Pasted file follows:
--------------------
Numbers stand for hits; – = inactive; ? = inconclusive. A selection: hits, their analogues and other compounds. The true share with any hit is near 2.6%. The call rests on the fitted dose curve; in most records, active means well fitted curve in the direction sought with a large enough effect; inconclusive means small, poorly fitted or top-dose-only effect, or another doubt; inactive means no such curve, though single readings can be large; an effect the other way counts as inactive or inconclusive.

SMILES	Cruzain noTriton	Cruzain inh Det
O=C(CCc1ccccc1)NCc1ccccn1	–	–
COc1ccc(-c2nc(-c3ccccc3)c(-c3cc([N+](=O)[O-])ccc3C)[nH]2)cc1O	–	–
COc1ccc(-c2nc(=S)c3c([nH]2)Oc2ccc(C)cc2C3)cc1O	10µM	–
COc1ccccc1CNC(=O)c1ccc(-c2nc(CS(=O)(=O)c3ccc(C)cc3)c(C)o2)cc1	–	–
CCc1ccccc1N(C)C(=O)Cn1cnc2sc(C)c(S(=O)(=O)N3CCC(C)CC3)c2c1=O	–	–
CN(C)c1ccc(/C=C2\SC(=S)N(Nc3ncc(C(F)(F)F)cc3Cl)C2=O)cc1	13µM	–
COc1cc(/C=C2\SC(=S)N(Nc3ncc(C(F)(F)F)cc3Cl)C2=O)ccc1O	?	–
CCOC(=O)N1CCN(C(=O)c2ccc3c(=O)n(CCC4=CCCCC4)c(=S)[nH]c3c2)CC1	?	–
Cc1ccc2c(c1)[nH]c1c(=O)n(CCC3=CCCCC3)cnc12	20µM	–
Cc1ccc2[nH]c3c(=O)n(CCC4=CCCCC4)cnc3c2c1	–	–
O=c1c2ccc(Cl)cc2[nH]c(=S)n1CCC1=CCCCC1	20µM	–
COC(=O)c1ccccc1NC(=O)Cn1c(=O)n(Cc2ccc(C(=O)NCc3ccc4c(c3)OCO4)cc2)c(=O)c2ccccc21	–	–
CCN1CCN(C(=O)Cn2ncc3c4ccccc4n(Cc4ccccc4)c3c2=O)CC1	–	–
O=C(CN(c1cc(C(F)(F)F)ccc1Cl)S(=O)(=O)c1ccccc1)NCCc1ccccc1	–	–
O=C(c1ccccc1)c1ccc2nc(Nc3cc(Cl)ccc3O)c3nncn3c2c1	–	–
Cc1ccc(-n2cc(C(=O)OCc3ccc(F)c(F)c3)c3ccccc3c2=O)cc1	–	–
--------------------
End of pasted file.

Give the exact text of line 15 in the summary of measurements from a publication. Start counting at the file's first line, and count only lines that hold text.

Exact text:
CCN1CCN(C(=O)Cn2ncc3c4ccccc4n(Cc4ccccc4)c3c2=O)CC1	–	–